Prisoners’ Justice Day is on August 10, this year and every year. While the statement below was my attempt to challenge the Crown and the Court’s processes of persecution that they exacted through the G20 Main Conspiracy Case like they do with all their prosecutions, I hope that people will take the 10th to think about, not only the people in prisons and the history of prisons, prison organizing and resistance, but also the way prisoners’ justice and resistance against prisons intersects with the fight for justice for missing and murdered Indigenous women, for the victims of police murder, and for all families and communities struggling against the ongoing racist legacies of colonialism and capitalism that continue to attack us everyday.

*************

ONTARIO COURT OF JUSTICE

HER MAJESTY THE QUEEN

against

ALEX HUNDERT

************

SENTENCING

BEFORE THE HONOURABLE MR. JUSTICE L. BUDZINSKI

AT TORONTO, ONTARIO, ON JUNE 26, 2012

**********

APPEARANCES:

 J. Miller, Esq. Counsel for the Crown

J. Norris, Esq. Counsel for the accused

*************

THE ACCUSED: The first thing I want to address is the point that Mr. Norris finished on. It has been stated throughout these proceedings repeatedly by Mr. Miller, and by several J.P.s, and I think even by yourself, that this case isn’t about politics, and I want to suggest that that’s ridiculous. That everybody who has witnessed this case be it the defence lawyers, be it the media, be it non-politicized family members of the co-accused and community, this is so obviously about politics.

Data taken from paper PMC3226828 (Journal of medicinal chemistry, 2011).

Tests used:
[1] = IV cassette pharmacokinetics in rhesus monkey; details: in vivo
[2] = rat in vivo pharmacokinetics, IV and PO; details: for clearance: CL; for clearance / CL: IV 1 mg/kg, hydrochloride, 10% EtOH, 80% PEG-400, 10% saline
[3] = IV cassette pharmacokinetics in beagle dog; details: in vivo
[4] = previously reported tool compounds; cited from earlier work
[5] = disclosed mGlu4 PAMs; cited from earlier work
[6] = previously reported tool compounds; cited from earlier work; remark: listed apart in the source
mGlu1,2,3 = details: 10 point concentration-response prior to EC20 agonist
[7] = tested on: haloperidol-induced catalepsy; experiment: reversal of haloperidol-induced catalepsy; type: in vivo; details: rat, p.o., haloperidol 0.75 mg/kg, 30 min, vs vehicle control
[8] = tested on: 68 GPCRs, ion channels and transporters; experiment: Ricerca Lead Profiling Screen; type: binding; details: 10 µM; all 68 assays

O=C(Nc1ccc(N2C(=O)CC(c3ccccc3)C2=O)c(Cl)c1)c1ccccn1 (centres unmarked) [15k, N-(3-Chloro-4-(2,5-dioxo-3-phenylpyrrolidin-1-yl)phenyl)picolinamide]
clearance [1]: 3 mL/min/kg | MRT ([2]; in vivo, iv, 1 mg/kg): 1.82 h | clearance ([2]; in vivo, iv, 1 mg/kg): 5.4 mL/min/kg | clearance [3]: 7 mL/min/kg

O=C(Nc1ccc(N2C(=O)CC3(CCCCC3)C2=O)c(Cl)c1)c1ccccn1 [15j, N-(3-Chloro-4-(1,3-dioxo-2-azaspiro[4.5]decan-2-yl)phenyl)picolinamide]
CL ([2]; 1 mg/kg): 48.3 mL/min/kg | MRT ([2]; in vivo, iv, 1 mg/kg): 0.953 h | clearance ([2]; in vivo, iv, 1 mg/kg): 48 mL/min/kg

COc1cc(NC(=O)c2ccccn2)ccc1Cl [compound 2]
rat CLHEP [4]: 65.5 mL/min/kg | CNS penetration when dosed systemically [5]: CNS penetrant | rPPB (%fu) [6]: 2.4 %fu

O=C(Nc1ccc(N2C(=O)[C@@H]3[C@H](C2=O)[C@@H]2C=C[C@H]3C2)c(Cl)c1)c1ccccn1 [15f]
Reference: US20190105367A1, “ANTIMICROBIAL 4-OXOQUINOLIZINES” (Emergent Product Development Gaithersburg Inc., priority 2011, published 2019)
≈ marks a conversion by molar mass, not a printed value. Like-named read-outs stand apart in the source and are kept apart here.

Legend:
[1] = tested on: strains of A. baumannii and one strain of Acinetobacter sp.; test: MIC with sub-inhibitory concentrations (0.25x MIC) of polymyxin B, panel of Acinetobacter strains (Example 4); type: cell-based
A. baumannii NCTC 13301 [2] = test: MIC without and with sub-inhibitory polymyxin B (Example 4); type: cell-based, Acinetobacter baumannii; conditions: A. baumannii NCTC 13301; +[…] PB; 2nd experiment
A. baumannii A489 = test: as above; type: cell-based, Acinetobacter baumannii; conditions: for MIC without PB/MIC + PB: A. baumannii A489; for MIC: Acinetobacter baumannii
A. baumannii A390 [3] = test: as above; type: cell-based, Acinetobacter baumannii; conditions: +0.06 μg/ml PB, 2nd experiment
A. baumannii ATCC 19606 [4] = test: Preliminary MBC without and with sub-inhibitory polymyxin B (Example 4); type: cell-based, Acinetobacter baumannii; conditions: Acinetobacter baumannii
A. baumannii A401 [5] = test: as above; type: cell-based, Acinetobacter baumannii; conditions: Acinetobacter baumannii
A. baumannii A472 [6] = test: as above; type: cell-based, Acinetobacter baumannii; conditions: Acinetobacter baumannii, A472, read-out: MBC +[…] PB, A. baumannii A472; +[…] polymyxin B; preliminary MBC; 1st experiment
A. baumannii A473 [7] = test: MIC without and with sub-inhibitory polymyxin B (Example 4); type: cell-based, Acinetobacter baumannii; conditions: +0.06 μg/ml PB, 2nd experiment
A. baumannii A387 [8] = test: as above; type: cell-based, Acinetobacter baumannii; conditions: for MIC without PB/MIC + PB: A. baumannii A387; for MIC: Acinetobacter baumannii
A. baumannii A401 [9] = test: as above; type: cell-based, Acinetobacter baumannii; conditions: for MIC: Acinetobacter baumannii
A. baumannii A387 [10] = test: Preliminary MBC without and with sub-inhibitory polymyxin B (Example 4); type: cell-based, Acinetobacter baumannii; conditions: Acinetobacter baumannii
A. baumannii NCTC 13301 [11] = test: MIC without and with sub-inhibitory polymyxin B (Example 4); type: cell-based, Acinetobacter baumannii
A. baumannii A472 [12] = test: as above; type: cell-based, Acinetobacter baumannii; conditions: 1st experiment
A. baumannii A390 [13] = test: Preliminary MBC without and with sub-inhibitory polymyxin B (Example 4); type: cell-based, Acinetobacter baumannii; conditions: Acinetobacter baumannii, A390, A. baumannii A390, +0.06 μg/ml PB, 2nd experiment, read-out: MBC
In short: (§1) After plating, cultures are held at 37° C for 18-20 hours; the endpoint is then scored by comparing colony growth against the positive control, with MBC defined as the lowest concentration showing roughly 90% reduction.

And given that we keep hearing this phrase about putting the reputation of the justice system into disrepute, or anything like that, or other variance of that we have heard, I think every single time, either someone behind the Bench, or the Crown Attorney suggests this isn’t political, it puts the justice system in disrepute.